Canadian Governor General Julie Payette resigns after toxic workplace report

The Queen’s representative in Canada has resigned from her position as Governor General, after a report has found she presided over a hostile work environment.

An independent report that commenced in September, examined the workplace culture at Rideau Hall – the office of the Canadian Governor General – and found that Julie Payette and her deputy, Assunta Di Lorenzo, ‘presided over a toxic work environment’, writes CBC.

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A heavily redacted report was released last night, under the country’s Access to Information Act. It includes allegations from staff members of ‘yelling, screaming, aggressive conduct, demeaning comments and public humiliations’.

43 staff described the it as ‘hostile or negative’ as a workplace, while a further 26 used the words ‘toxic’ or ‘poisoned’ as descriptors of the atmosphere.

Payette is a former astronaut, who was appointed to the role of Governor General in 2017, succeeding David Johnstone.

The Queen appoints a Governor in her 15 realms on the advice of the country’s Prime Minister (including in Australia, New Zealand, Jamaica, Tuvalu and Barbados). But critics have suggested that Justin Trudeau did not properly vet Payette before choosing her for the role, after reports that Ms Payette harassed staff in previous positions.

Di Lorenzo is a lawyer and friend of Payette’s and not an experienced civil servant as is usually the case for the role of secretary.

The role is largely ceremonial, for example, receiving ambassadors and foreign Heads of State, granting royal assent to legislation passed by Parliament, and dissolving Parliament for an election on the advice of the Prime Minister. The appointee maintains direct contact with The Queen on their work. The Canadian position is served at Her Majesty’s pleasure, meaning it is not for a fixed term, although five years is the convention.

Julie Payette installed as Canada’s new Governor-General

The vast majority of participants interviewed for the report described experiences that would be ‘objectively considered’ concerning, the report said.

“The results presented in this report and in particular the expressions of distrust, fear and lack of confidence by participants that meaningful change will occur, must be acknowledged in any efforts to address the situation.”

Other comments came from employees that there was no way to report such behaviours, and felt they had to turn to the media. 13 people additionally reported they took sick leave during Payette’s time in office due to the work atmosphere, and a further 17 said they left their jobs because of this.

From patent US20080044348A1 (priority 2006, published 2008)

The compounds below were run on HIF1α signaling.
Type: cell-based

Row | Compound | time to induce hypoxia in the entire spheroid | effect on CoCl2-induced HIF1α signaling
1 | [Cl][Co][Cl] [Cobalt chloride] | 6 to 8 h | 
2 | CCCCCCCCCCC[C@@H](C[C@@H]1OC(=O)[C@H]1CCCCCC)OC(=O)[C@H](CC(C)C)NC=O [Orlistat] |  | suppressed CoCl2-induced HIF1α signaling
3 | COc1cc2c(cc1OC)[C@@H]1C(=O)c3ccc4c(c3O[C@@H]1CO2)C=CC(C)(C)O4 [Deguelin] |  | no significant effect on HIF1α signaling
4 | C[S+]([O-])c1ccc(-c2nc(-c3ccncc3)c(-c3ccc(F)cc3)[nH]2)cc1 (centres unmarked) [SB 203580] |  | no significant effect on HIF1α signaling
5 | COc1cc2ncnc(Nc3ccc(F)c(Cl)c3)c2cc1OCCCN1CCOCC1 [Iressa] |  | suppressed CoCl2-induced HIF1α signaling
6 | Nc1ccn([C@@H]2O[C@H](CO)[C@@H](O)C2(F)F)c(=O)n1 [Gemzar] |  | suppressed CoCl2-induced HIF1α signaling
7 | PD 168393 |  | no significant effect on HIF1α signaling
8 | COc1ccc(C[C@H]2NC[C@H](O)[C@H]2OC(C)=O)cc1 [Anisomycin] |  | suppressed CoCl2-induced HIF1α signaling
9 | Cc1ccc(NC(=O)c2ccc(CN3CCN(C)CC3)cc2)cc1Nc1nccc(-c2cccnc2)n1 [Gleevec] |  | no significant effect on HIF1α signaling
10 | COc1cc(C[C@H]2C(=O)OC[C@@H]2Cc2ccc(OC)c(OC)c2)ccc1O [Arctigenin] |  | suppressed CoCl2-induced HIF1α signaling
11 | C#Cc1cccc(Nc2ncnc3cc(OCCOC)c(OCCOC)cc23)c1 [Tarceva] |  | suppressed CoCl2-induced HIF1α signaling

Payette resigned her position to Prime Minister Trudeau on 21st January, releasing a statement that accepted there were ‘tensions’ within the office, but highlighted that there were no ‘formal complaints or official grievances’ made during her time as Governor General. Such acts would have triggered an investigation.

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“Everyone has a right to a healthy and safe work environment, at all times and under all circumstances,” Payette wrote. “It appears this was not always the case at the Office of the Secretary to the Governor General. Tensions have arisen at Rideau Hall over the past few months and for that, I am sorry.”

“We all experience things differently, but we should always strive to do better, and be attentive to one another’s perceptions … in respect for the integrity of my vice-regal Office and for the good of our country and of our democratic institutions, I have come to the conclusion that a new Governor General should be appointed.”

By stepping down she prevented Trudeau from having to ask The Queen to remove her – averting a constitutional crisis.

Justin Trudeau commented: “Every employee in the government of Canada has the right to work in a safe and healthy environment, and we will always take this very seriously. Today’s announcement provides an opportunity for new leadership at Rideau Hall to address the workplace concerns raised by employees during the review.”

There have been calls for Payette to be stripped of her pension that comes with the role; Governors General are legally entitled to a lifelong pension of $149,484 (CAD), or roughly £86,000, per year. Erin O’Toole, leader of the opposition, said that Ms Payette should not be entitled to claim these benefits. “She resigned her role. She should not be able to access the normal courtesies provided to governor generals.”

Chief Justice Richard Wagner is currently performing the duties of the office, but the Privy Council Office is expected to advise Trudeau on a replacement this week.

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